Texas Standard for Jan. 4, 2023: Why Texas and the U.S. need larger apartments

The nation suffers from a lack of “family sized” apartments, writes Andrew Justus, a housing policy analyst with the Niskanen Center.

By Texas StandardJanuary 4, 2023 8:52 am,

Here are the stories on Texas Standard for Wednesday, Jan. 4, 2023:

Vote for U.S. House speaker moves into second day

After a day of voting, the U.S. House of Representatives still doesn’t have a speaker, with far-right Republicans denying fellow Republican Rep. Kevin McCarthy’s bid to serve as leader. Sean Theriault, government professor at the University of Texas at Austin, has more.

What was behind Houston’s delay in issuing a boil water notice?

The city of Houston’s delay in notifying residents about a boil water notice in November has residents and council members asking why they weren’t informed sooner. Houston Chronicle city hall reporter Yilun Cheng joins us with more. 

This Central Texas waterfall was damaged during December’s freeze

The U.S. Army Corps of Engineers at Lake Georgetown has confirmed a portion of Crockett Gardens Falls collapsed during last month’s arctic cold front. From KUT in Austin, Kailey Hunt reports on the future of the Central Texas landmark:

How concerning is the COVID surge in China?

The Centers for Disease Control and Prevention has issued new COVID testing requirements for all travelers coming from China to the U.S. Chinese officials say the new rule more about politics than safety as much as global politics. How dire is the COVID surge in China? Dr. Jennifer Bouey, chair of the global health department at Georgetown University, joins us with more.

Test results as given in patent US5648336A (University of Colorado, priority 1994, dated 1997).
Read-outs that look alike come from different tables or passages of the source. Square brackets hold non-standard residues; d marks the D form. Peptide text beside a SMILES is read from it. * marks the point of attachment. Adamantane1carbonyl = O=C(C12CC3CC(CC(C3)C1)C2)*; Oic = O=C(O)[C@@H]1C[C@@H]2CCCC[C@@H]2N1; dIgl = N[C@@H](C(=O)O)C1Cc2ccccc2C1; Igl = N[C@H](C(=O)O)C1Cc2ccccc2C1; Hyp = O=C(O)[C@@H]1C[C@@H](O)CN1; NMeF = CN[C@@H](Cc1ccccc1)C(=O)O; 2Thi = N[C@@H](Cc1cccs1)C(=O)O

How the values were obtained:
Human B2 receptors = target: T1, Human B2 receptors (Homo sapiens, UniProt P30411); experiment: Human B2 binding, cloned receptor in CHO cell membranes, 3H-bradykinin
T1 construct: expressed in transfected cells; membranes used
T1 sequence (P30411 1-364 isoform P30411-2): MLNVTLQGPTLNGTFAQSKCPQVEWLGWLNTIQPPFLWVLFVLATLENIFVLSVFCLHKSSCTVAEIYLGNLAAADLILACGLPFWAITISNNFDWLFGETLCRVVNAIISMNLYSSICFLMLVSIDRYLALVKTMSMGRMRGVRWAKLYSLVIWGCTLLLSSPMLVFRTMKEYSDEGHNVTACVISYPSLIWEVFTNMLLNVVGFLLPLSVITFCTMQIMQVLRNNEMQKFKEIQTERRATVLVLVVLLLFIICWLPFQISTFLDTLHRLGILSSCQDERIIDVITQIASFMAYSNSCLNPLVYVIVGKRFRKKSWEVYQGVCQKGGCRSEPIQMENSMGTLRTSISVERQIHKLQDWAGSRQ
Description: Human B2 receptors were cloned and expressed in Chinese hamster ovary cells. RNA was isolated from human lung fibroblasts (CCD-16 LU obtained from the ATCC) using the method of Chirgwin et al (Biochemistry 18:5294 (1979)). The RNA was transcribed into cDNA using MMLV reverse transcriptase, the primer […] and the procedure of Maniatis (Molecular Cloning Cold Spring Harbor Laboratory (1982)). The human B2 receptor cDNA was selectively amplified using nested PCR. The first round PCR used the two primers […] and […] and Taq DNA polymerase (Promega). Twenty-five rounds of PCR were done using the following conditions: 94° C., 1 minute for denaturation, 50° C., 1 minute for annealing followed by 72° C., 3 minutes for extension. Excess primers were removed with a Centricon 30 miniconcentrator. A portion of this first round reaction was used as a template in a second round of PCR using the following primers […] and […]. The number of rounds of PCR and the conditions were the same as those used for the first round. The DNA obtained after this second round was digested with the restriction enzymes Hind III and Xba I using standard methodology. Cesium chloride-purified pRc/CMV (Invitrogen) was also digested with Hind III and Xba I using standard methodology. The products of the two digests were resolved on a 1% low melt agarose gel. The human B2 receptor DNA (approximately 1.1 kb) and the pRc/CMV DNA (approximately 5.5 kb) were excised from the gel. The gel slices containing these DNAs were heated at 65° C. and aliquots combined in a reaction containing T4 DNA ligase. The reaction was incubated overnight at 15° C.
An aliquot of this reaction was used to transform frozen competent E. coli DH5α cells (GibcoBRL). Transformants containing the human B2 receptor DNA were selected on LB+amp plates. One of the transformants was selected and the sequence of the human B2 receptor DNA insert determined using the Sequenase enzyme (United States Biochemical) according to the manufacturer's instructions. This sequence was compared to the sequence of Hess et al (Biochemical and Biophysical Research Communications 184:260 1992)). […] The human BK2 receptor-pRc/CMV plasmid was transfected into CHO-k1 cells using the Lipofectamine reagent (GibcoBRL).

Why Texas and the U.S. need larger apartments

The nation suffers from a lack of “family sized” apartments, writes Andrew Justus. The housing policy analyst with the Niskanen Center joins us to talk about this missing link in housing policy.

Witnesses point to more nefarious circumstances surrounding civil rights leader’s death

Southern civil rights leader Frank J. Robinson died in East Texas in 1976 under mysterious circumstances. The official ruling was suicide, but Texas Public Radio’s David Martin Davies has found evidence that challenges this narrative and points to the possibly of murder. Today, we share part two of his investigative series. 

The treasure of the Port Mansfield Cut

Up until the late 1950s, you could drive the entire 113 miles of Padre Island if you had a vehicle with decent four-wheel drive. That option was blocked in 1957 when the Port Mansfield Cut was dredged. Commentator W.F. Strong tells us how the island was split – and what was found.

A fact-check about the U.S. trade deficit with China

A U.S. congressman told a conservative radio host in December that the U.S. trade deficit with China has gone from $80 billion a year in the 1990s to $400 billion a year. Is that a fact? Here with a fact-check is the Austin AmericanStatesman and PolitiFact’s Nusaiba Mizan.

All this, plus the Texas Newsroom’s state roundup and Wells Dunbar with the Talk of Texas.

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